A coalition of leading environmental groups has today set out a series of ‘tests’ that the government’s ‘Jet Zero’ strategy needs to pass, if it is to put the aviation industry on a credible path to delivering on the UK’s net zero targets.

Ahead of the anticipated release of the new ‘Jet Zero’ strategy later today, the groups – which include Green Alliance, Friends of the Earth, Possible, Transport & Environment and AEF – highlighted how the Climate Change Committee’s (CCC) recent progress report concluded the government’s plans for tackling aviation emissions are currently “insufficient” for meeting the UK’s net zero goals.

The CCC’s annual report, published in June, found the aviation industry is one of only two sectors of the economy, along with land use and agriculture, that are unprepared for meeting the UK’s legally binding climate targets. The report also highlighted that “no progress” had been made on “addressing aviation demand”, which is set to continue to increase in the years ahead.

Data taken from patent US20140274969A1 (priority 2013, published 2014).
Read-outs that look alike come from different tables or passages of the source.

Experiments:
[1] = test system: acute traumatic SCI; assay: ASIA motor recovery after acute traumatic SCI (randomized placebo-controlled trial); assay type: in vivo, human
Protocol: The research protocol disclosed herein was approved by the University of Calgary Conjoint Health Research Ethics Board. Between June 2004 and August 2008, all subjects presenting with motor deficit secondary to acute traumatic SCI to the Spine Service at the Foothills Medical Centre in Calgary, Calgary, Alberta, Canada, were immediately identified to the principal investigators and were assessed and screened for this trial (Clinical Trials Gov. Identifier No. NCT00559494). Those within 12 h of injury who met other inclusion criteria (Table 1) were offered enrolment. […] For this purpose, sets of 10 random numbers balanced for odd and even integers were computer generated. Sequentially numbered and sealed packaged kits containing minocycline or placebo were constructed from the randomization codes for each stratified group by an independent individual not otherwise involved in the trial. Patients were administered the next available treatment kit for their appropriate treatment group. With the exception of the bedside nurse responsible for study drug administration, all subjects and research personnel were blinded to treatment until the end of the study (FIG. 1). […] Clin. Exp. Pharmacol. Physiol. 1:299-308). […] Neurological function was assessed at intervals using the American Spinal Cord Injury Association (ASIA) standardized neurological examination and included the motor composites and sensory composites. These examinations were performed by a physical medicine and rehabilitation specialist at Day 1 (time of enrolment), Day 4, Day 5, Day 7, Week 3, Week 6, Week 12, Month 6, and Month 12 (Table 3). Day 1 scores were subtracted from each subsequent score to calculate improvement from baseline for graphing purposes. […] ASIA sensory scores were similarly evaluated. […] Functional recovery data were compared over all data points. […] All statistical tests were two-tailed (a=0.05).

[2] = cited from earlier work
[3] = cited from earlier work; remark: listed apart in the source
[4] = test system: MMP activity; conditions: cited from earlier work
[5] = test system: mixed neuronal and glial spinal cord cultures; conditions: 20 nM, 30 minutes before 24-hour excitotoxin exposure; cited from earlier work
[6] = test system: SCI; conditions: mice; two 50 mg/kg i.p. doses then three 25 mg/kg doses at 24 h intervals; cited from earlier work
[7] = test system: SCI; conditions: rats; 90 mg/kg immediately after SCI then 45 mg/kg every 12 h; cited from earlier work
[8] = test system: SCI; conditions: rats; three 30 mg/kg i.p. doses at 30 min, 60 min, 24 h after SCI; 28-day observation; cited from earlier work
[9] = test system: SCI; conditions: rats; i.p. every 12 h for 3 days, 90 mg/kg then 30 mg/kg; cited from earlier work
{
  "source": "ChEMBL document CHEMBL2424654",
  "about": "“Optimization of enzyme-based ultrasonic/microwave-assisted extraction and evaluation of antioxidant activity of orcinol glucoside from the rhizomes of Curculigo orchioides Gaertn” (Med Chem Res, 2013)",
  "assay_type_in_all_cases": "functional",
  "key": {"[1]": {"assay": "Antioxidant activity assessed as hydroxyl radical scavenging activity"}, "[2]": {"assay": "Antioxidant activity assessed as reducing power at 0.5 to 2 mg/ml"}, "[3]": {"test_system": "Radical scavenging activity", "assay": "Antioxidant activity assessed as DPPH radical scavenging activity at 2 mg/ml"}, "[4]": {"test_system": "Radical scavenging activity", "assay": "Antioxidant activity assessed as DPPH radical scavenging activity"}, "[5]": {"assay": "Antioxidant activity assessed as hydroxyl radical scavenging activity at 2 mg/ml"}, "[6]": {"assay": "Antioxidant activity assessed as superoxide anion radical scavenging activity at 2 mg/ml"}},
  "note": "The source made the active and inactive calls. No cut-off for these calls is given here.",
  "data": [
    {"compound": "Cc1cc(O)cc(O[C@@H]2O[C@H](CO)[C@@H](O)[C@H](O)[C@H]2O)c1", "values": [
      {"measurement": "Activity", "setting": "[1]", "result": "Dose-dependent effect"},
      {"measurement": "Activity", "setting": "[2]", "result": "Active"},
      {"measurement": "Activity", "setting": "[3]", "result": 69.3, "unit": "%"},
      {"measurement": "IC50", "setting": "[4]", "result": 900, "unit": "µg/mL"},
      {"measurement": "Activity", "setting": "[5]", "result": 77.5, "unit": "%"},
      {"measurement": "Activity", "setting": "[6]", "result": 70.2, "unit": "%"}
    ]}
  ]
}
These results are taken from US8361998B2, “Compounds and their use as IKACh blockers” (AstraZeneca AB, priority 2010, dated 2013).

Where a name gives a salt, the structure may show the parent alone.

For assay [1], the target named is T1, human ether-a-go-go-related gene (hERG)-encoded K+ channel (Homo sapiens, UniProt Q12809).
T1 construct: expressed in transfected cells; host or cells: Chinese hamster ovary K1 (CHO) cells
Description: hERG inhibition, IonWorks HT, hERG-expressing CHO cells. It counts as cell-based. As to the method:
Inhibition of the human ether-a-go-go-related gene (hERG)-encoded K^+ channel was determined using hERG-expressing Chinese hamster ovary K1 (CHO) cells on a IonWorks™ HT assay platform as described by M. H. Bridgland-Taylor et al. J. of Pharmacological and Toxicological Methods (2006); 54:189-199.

Helena Bennett, head of climate policy at Green Alliance, said the CCC’s report presented a clear challenge to the upcoming ‘Jet Zero’ plans. “There needs to be a credible plan for the aviation industry to catch up with the rest of the economy and get on track for net zero,” she said. “Anything less than that, and the government will be giving our airlines a free pass to keep polluting.”

The climate groups today argued that the Jet Zero strategy should be published alongside detailed policy proposals on how its ambitions will be achieved, with specific policy mechanisms to create incentives for the development and deployment of zero emission aircraft and sustainable aviation fuels.